A trimaran drone boat given the appropriately formidable moniker ‘Sea Hunter’ has officially become part of the U.S. Naval Fleet after completing two years of testing by the Defense Advanced Research Project Agency (DARPA). The boat is the first of its kind to be publicly adopted for use by any military, and its autonomous capabilities mean that no crew is necessary to man and operate the ship.
The 132-foot vessel’s name is a bit misleading, according to a statement from DARPA. Because it will be rare that any human will be aboard the ship, it’s not currently equipped with any weapons. Its primary function is to track submarines, not disable them, at least for now. With the ability to travel hundreds and even thousands of miles across open waters over a time frame spanning months, expect for these drone ships to become increasingly prevalent within the global naval waterscape.
The Office of Naval Research, which is now in possession of the drone ship after taking over from DARPA, has given it its own name: Medium Displacement Unmanned Surface Vehicle (MDUSV), as opposed to the previous, equally long-winded title ‘Anti-Submarine Warfare Continuous Trail Unmanned Vessel, or ACTUV’.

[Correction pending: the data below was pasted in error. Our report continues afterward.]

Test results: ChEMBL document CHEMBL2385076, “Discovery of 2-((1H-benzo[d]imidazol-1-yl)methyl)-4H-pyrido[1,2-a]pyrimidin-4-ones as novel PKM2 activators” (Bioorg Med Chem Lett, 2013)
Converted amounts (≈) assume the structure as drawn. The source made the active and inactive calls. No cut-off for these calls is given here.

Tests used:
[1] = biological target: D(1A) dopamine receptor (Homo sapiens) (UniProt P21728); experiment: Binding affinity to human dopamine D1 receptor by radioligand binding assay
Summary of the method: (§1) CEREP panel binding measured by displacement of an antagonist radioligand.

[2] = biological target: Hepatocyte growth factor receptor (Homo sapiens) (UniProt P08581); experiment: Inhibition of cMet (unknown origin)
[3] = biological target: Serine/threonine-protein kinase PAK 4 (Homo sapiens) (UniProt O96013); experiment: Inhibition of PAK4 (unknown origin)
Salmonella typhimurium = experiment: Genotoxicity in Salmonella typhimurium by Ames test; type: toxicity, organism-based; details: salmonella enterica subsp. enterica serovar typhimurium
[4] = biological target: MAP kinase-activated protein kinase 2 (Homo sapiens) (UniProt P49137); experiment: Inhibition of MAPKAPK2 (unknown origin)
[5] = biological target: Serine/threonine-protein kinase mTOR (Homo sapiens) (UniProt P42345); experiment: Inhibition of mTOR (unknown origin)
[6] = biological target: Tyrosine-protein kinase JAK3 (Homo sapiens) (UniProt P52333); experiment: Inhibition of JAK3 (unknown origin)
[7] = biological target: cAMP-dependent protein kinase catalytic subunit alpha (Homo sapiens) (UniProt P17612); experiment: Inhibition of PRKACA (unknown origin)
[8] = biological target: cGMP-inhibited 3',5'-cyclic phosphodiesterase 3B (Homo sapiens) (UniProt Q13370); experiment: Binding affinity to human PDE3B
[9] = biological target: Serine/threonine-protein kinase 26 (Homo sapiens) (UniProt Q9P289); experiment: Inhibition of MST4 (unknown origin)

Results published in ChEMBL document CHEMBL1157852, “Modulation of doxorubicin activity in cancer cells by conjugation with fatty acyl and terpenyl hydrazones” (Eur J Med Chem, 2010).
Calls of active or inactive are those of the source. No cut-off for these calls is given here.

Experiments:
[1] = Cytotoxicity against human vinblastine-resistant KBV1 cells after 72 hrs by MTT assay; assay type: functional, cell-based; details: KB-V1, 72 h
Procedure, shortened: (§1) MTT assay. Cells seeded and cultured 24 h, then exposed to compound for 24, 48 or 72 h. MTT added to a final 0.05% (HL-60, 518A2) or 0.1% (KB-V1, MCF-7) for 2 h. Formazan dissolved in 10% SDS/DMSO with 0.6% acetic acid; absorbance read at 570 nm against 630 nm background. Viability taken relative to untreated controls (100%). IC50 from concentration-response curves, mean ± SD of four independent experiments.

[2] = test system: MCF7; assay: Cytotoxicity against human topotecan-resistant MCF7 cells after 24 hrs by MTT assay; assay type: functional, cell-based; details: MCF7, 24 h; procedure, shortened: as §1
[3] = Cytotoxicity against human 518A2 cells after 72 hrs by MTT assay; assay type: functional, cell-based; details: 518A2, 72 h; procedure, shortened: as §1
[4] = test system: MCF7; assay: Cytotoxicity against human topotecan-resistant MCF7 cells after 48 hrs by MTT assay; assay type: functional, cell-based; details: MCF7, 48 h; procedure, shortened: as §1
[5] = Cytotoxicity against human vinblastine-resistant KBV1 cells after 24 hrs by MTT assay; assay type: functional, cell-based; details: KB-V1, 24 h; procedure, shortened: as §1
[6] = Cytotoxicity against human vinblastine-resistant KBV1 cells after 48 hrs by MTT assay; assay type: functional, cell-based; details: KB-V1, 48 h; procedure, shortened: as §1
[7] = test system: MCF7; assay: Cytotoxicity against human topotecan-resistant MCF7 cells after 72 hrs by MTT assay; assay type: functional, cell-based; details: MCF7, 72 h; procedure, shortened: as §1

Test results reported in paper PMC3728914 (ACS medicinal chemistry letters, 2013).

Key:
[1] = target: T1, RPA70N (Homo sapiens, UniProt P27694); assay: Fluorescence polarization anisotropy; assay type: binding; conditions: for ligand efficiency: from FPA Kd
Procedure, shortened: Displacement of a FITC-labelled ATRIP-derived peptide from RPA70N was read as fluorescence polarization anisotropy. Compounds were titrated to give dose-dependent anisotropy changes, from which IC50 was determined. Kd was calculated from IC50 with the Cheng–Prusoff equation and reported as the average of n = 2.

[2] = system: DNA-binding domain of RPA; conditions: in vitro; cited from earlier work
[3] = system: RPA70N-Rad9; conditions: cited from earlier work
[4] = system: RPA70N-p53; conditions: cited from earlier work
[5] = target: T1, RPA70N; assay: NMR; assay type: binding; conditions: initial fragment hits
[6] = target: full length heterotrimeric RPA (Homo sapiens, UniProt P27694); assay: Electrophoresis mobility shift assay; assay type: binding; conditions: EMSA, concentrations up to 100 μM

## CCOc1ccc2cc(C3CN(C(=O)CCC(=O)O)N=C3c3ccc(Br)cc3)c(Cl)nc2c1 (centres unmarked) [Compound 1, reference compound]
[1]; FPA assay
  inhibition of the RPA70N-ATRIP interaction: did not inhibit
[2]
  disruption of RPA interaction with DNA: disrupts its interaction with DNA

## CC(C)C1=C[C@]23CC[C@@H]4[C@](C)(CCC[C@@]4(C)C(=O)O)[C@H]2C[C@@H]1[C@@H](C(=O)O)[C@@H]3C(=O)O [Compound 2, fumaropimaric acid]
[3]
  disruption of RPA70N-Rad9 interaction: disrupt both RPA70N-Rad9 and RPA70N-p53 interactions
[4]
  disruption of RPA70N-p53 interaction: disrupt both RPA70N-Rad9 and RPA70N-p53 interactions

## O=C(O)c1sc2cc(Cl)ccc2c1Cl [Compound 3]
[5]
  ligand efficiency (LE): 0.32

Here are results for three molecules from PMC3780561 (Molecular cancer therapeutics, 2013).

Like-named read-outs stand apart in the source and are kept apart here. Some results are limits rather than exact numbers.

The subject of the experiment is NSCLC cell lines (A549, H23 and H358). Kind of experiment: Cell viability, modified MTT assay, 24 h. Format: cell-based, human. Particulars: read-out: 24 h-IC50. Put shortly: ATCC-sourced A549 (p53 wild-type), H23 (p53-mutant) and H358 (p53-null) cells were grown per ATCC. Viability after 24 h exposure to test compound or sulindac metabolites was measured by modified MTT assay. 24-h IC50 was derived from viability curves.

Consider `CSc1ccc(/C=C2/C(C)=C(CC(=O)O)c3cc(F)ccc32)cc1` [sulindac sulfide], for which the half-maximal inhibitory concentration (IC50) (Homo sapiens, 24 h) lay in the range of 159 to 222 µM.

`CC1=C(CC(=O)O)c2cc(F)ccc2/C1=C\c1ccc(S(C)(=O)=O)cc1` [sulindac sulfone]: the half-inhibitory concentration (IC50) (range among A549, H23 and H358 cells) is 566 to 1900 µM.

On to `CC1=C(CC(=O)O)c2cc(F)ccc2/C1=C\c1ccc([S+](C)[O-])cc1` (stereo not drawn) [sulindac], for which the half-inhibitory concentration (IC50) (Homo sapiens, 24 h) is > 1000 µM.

What do you say we just stick with Sea Hunter?
Leidos, a commissioned defense contractor, began constructing the ship in 2014, with DARPA taking over speed testing in April 2016. The ultimate price tag was less than one might expect, coming in at $20 million. While the Office of Naval Research continues to test and perfect autonomous behaviors and sensors that would allow the Sea Hunter to operate more intelligently, the water-bound branch of the military has already said that it expects the drone ship to become a “new class of vehicle”.
The ship’s two outrigger floats and streamlined body design allow stability and aerodynamics that afford its 140-ton frame the ability to reach speeds of 27 knots. It also comes equipped with a ‘TALON-elevated sensor mast’, a parasail-like blend of surveillance, intelligence, and sensor packages that aids its purpose of tracking subs. The mast is dragged behind the ship at 1,500 feet above sea level, scouring the waters for signs of U-boat life. The Sea Hunter’s stealth, lack of human life to be threatened, and versatility make it an invaluable piece in the military chess game for the Navy going forward.
The U.S. military has talked about the strategic importance of replacing ‘king’ and ‘queen’ pieces on the maritime chessboard with lots of ‘pawns, said Fred Kennedy, head of DARPA’s tactical technology.